This is the backpack I usually use for my personal item and it can fit SO much more than just a small purse. Granted, you need to be careful that you’re bringing something that can fit inside airlines’ baggage sizers, but I’ve found backpacks are great for this because if you don’t cram them full, they’re quite flexible and can often be squished to fit.

… So, be sure to use up every bit of personal item allowance you have!

It’s especially worth noting that while carry-on bags are getting weighed more these days, personal items are (for now) still very rarely weighed, so moving forward I’m going to be packing my heavier gear in my personal item for sure.

Mistake #5: Putting valuables in your carry on rather than in your personal item

Assuming your carry-on actually makes it on the plane (more on this later), you’ll inevitably have to put it up in the overhead compartment… which is why I’d never advise keeping your most valuable items (e.g. passport, laptop, etc.) in there.

Because your personal item stays under the seat in front of you, the goods you put in there are naturally more secure, which is why I’d advise putting anything essential (and anything you need for your flight) in your personal item rather than in your carry-on bag.

This is overall a good habit to get into because you never know when your carry-on bag might need to be checked due to the flight being full.

One time, I was on my way to Morocco and this guy checked his carry on suitcase at the gate, forgetting that his passport was in that suitcase… SO when we arrived in Morocco, since the passport control was before baggage claim, he had to explain to the passport control that he did not in fact have his passport. I’m sure it worked out in the end… but don’t let that be you.

Mistake #6: Assuming your carry-on will make it on the plane with you

On a related note, please never assume that your carry-on will make it on the plane with you. Increasingly, I have noticed that this privilege is no longer guaranteed.

On my past few trips, the airline has always asked people to check their carry-ons for free, and in more extreme cases, I’ve been made to check mine at the gate because the plane was too full and there was simply no more space.

Because of this, I would pack in a way that assumes my carry on has to be checked, so anything I absolutely need for the flight or for the trip in general goes in my personal item and not my carry on suitcase.

After all, if you are spontaneously asked to check your bag, the last thing you want is to be shuffling through your suitcase looking for your headphones, laptop, etc.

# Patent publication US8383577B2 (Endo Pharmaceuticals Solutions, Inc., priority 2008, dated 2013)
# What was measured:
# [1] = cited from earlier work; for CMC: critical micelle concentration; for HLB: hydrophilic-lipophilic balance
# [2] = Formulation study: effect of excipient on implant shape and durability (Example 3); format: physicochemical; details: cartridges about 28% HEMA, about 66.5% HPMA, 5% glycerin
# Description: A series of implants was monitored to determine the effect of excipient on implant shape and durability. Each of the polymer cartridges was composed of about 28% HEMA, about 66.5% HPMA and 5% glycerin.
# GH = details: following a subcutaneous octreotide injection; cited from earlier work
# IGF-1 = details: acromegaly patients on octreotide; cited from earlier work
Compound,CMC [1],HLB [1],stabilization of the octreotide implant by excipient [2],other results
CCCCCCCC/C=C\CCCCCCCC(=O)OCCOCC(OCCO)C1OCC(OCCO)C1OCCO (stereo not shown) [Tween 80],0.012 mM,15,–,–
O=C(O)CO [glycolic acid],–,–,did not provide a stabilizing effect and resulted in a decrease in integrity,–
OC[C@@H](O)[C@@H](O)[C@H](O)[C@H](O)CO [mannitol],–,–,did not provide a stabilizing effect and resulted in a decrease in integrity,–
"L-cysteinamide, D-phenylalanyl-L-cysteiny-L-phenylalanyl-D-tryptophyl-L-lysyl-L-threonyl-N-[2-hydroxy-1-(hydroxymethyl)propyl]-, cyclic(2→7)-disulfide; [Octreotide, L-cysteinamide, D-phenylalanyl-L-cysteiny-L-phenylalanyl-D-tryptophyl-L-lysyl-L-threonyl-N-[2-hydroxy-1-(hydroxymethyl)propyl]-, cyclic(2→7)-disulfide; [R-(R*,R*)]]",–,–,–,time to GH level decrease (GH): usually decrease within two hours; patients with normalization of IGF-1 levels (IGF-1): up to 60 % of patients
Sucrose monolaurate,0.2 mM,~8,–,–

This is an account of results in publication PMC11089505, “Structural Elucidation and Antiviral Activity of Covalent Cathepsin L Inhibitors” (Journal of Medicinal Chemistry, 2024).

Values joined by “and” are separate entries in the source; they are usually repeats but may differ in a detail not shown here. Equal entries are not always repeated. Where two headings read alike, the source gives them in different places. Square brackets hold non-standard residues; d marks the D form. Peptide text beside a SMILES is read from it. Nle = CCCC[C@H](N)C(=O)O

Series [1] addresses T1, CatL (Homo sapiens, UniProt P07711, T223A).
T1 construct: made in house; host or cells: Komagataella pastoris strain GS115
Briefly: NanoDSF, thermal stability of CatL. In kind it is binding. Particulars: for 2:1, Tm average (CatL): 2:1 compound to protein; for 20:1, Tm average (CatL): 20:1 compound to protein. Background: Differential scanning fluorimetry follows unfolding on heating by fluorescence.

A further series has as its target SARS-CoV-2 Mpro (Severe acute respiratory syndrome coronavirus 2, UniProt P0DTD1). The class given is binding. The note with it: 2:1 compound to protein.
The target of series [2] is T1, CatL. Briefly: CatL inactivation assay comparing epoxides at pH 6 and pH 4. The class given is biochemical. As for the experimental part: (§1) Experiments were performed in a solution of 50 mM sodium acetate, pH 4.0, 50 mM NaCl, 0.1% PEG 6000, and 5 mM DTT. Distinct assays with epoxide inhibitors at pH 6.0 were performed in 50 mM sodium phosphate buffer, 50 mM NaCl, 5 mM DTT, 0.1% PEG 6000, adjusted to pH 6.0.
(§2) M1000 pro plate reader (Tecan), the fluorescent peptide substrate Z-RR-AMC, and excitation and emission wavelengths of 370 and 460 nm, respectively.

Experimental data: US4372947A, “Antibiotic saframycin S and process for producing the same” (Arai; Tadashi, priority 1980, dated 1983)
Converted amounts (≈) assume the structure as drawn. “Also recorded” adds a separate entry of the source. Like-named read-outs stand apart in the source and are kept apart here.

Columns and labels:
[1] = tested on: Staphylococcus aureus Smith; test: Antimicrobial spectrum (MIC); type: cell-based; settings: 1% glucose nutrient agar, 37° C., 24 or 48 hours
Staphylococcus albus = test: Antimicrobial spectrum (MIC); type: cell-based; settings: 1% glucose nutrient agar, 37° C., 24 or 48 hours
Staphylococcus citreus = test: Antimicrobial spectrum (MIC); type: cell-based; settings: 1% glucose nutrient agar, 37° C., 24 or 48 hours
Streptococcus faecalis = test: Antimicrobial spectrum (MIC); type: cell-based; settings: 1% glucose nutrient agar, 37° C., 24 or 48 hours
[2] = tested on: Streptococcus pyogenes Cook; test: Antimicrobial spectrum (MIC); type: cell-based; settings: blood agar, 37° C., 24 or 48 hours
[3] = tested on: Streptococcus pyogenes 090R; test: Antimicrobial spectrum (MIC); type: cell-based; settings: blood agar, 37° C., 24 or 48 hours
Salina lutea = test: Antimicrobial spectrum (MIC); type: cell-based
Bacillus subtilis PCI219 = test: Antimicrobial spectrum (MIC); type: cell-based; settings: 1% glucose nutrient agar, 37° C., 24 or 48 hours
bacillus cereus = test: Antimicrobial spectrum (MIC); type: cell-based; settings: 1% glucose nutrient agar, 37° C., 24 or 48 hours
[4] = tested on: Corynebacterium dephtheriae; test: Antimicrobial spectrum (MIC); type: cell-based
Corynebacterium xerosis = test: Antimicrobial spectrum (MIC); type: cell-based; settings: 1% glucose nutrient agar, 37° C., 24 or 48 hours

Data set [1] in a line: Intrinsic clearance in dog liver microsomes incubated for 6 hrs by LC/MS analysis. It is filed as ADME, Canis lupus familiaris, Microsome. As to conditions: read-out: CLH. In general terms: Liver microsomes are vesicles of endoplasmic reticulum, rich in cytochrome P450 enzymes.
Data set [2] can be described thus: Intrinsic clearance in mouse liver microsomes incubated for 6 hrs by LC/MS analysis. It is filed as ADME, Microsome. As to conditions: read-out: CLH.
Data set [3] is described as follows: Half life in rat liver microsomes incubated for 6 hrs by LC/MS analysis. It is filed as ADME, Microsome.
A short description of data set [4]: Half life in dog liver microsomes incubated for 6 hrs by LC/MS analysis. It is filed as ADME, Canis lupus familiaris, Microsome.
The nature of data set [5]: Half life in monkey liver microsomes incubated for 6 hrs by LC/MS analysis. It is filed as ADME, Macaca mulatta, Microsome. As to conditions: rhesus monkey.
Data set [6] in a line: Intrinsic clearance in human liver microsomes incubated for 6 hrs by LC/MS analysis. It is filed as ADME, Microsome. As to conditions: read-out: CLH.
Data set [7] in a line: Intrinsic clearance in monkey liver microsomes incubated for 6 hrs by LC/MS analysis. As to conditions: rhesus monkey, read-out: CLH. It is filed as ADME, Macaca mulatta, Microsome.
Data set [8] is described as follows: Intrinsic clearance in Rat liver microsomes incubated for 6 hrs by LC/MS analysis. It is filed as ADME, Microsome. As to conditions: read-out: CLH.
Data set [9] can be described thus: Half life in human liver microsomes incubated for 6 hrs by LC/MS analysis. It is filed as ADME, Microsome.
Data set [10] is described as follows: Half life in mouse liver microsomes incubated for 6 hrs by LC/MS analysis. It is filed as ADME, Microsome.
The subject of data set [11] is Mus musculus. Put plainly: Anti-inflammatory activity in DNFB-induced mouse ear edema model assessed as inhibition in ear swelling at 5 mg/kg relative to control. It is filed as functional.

Sad carry-on bags being left to go down below

Mistake #7: Forgetting an AirTag or tracker for your carry-on

Now, a lot of savvy travellers know these days to put an AirTag or tracker in checked bags (a great general travel safety tip)… but many people make the mistake of not getting one for their carry on as well.

I would highly recommend taking this extra step, because (as mentioned) it is becoming more common these days to check your carry on bag at the gate, and having a tracker in that bag would help a lot with ease of mind when that happens.

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05/27/2024 12:29 am GMT

Mistake #8: Bringing too many toiletries

Many travellers don’t realize this, but the amount of liquids you can bring in your carry-on can actually depend on the airport, and some airports in Europe are actually much more restrictive and force you to have all your toiletries in one specific size bag (side eyeing you, UK airports!!)

So, remember to search up the requirements for your airports before you go.

Depending on the length of your trip, I would also say that toiletries are one of the easiest areas to save space. Odds are you can get the toiletries you need abroad and it’s fairly easy to share these items within one travel party, so consider packing lighter in that category by sharing with travel partners or just planning to get the right stuff once you’re over there.

The same goes for things like hair tools if you’re using them – sharing with a travel partner can help save a ton of space and weight!

Mistake #9: Not being strategic with your airport outfit